Because there exists behind the gates of every military facility an institutional understanding of respect, order, uniformity, accountability and dedication that becomes part of your marrow and never, ever leaves you.

Personally, I miss the fact that you always knew where you stood in the military, and who you were dealing with. That's because you could read somebody's uniform from 20 feet away and know the score.

Service personnel wear their careers on their uniforms, so to speak. When you approach each other, you can read their name tag, examine their rank and, if they are in dress uniform, read their ribbons and know where they've served.

I miss all those little things you take for granted when you're in the ranks, like breaking starch on a set of fatigues fresh from the laundry and standing in a perfectly straight line military formation that looks like a mirror as it stretches to the endless horizon.

I miss the sight of troops marching in the early morning mist, the sound of boot heels thumping in unison on the tarmac, the bark of drill instructors and the sing-song answers from the squads as they pass by in review.

To romanticize military service is to be far removed from its reality, because it's very serious business -- especially in times of war. But I miss the salutes I'd throw at senior officers and the crisp returns as we criss-crossed with a “Good Morning Sir” or "By Your Leave sir".

I miss the smell of jet fuel hanging heavily on the night air and the sound of engines roaring down runways and disappearing into the clouds.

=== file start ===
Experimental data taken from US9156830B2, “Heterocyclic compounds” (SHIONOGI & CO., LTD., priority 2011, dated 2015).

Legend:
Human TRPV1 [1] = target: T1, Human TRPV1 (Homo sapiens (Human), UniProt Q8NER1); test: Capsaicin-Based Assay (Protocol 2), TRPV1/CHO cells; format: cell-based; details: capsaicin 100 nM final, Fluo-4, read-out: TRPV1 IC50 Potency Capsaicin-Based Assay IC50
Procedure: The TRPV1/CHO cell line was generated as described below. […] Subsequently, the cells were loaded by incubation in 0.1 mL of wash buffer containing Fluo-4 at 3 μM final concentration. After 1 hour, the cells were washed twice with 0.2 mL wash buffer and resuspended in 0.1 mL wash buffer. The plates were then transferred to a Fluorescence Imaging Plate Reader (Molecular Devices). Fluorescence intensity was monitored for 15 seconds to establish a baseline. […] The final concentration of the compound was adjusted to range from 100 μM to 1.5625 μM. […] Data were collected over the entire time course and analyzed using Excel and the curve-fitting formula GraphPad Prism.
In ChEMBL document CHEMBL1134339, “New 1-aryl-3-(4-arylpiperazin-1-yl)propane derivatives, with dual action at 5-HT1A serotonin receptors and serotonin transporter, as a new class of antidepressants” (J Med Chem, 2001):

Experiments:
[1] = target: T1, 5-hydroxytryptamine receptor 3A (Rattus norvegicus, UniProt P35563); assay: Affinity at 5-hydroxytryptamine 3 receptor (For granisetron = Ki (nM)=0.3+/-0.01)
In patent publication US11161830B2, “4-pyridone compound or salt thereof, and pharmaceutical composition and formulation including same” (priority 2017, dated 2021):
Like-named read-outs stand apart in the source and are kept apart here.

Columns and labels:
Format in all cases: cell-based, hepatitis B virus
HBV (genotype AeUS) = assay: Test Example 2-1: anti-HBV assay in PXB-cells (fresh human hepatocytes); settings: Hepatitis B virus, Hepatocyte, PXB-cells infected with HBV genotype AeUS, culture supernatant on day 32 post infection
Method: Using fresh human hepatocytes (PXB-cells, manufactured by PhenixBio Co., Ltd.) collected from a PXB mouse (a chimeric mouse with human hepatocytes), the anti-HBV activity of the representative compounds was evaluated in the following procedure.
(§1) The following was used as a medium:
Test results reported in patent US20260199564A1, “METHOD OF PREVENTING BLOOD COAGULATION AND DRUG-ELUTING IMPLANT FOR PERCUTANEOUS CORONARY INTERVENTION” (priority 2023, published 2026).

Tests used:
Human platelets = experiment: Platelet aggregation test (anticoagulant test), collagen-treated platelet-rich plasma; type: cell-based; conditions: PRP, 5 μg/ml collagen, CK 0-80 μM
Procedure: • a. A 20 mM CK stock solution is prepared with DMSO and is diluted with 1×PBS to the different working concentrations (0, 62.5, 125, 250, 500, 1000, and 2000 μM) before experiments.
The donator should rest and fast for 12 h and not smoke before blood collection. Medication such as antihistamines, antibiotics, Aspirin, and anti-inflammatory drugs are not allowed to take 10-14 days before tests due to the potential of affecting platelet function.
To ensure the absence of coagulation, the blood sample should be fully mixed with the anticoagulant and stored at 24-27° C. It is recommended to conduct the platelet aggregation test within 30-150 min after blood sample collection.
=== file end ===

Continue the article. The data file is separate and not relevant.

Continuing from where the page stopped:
I even miss the hurry-up-and-wait mentality that enlisted men gripe about constantly, a masterful invention that bonded people more than they'll ever know or admit.

I miss people taking off their hats when they enter a building, speaking directly and clearly to others and never showing disrespect for rank, race, religion or gender.

Mostly, I miss being a small cog in a machine so complex it constantly circumnavigates the Earth and so simple it feeds everyone on time, three times a day, on the ground, in the air or at sea.

Mostly, I don't know anyone who has served who regrets it, and doesn't feel a sense of pride when they pass through those gates and re-enter the world they left behind with their youth.

Face it guys and gals who have worn the uniform - we all miss it............Whether you had one tour or a career, it shaped your life.
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Old 02-05-2013, 01:39 AM   #158
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Old 02-05-2013, 11:32 AM   #159
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Well if you are in Fla. let us know. We have trips planned to Collier-Seminole SP in March and Paynes Prairie SP in April. We are working our way through FL SPs.
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Old 02-05-2013, 01:08 PM   #160
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In the mid-60s I served in the US Navy aboard the destroyer USS Hamner DD718 during the conflict in Vietnam. We saw a lot of action firing on shore to assist troop movements as well as providing plane guard support for the aircraft carriers USS Corral Sea and USS Oriskany.
It was hard work but I will always treasure my days serving this country. I do think about it often when I sit around the fire, about how lucky we are to live in this nation...